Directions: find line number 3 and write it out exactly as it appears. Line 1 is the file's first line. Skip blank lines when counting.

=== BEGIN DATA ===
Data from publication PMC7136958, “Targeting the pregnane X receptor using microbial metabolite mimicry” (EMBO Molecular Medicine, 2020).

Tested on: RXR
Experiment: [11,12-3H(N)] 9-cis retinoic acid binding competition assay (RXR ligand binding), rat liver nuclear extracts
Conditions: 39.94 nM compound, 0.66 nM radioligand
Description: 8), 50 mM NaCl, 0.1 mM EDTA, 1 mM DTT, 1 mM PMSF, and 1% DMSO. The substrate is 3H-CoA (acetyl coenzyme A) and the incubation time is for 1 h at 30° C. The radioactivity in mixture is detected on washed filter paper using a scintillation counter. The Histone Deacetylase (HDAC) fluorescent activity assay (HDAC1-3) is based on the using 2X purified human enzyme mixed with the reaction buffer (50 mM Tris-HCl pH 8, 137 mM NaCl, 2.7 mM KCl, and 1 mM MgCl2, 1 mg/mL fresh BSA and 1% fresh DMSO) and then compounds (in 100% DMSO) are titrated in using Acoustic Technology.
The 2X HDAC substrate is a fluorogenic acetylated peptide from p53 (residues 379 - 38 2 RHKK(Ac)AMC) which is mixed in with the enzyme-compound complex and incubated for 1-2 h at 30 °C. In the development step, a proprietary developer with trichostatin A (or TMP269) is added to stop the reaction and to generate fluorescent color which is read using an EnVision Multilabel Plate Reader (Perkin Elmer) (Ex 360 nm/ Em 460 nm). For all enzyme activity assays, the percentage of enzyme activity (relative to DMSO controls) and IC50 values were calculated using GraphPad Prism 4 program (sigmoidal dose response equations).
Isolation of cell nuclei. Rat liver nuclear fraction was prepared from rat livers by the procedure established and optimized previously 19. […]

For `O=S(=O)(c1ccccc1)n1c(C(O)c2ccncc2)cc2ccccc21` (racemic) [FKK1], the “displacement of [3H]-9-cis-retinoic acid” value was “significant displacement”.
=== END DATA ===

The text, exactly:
Experiment: [11,12-3H(N)] 9-cis retinoic acid binding competition assay (RXR ligand binding), rat liver nuclear extracts